USS CEO to stand down in 2023

Universities Superannuation Scheme (USS) chief executive, Bill Galvin, has informed the trustee board of his decision to stand down from his position in 2023.

Galvin will step down after a decade in the role but will continue to lead USS until his successor takes charge.

The search for his successor will be led by USS Trustee Board chair, Dame Kate Barker, who praised Galvin’s tenure as chief executive, stating: “Bill has been an outstanding leader for USS: passionate about the scheme’s purpose, about its people, and about the vital importance of quality pensions to the higher education sector.

“Under his guiding hand, USS has become one of the most high-performing and efficient private pension schemes in the country.”

Barker also stated that while the board will be "very sorry" to see him leave, Galvin's decision "is rooted in what he believes is in the best interests of USS".

Commenting on his departure, Galvin said: “A decade is a long time for a CEO to lead any organisation. I believe it is important that organisation leadership does refresh periodically, and earlier this year started to discuss the implications with Dame Kate.”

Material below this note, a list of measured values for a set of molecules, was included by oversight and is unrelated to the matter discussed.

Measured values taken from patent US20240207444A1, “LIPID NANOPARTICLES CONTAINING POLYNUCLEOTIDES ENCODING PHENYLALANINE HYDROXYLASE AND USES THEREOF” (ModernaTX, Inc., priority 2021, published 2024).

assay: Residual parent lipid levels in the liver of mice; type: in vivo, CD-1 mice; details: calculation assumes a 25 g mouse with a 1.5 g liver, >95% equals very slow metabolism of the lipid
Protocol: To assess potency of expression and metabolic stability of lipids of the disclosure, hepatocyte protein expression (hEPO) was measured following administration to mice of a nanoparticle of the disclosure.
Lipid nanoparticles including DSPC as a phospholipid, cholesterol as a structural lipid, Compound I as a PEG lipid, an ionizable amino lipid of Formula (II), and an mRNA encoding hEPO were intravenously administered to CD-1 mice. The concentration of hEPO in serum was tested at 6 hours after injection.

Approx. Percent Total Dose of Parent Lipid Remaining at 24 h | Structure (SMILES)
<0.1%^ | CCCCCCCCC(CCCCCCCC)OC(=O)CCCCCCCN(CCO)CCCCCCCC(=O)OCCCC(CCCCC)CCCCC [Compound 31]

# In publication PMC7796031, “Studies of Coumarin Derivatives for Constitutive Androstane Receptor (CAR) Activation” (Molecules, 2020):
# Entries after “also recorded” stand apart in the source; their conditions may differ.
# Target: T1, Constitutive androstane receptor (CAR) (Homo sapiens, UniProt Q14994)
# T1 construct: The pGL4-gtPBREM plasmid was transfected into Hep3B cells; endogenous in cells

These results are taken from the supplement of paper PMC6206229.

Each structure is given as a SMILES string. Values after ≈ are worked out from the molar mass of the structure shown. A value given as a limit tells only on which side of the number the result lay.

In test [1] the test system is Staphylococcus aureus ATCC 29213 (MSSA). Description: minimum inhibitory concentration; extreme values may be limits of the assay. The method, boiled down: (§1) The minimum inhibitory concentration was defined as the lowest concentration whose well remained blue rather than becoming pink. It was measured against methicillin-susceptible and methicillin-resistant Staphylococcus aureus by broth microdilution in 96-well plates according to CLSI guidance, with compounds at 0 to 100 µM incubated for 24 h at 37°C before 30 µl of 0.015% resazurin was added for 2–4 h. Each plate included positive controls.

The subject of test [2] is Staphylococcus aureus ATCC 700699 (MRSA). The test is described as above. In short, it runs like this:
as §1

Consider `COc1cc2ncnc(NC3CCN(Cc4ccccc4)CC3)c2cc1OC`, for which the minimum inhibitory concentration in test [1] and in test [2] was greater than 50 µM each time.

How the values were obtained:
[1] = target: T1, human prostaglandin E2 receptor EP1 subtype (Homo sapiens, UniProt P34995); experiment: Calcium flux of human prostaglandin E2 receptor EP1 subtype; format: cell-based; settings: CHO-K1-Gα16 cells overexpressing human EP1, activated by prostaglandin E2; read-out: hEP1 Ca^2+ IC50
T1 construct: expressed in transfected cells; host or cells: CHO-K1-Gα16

The resignation follows ongoing tensions between the USS and University College Union, with universities having faced 'unprecedented' strikes amid concerns over recent changes to the scheme.

UCU is also currently in the process of balloting 68 universities over the issue, urging universities to restore pension benefits after the scheme revealed a significant improvement in its funding level, although USS employers have argued that the current contributions are already at the "very limits of collective affordability and sustainability".

UCU general secretary, Jo Grady, identified Galvin’s departure as an opportunity for the union, stating: “As Galvin leaves USS, there is an opportunity to usher in a new era and ensure the scheme works in the interests of the staff who pay it.

“There is no credible argument against revoking the cuts and restoring pension benefits – and a commitment to that must be forthcoming. If it isn’t, university staff will deliver the biggest wave of strike action UK higher education has ever seen.”

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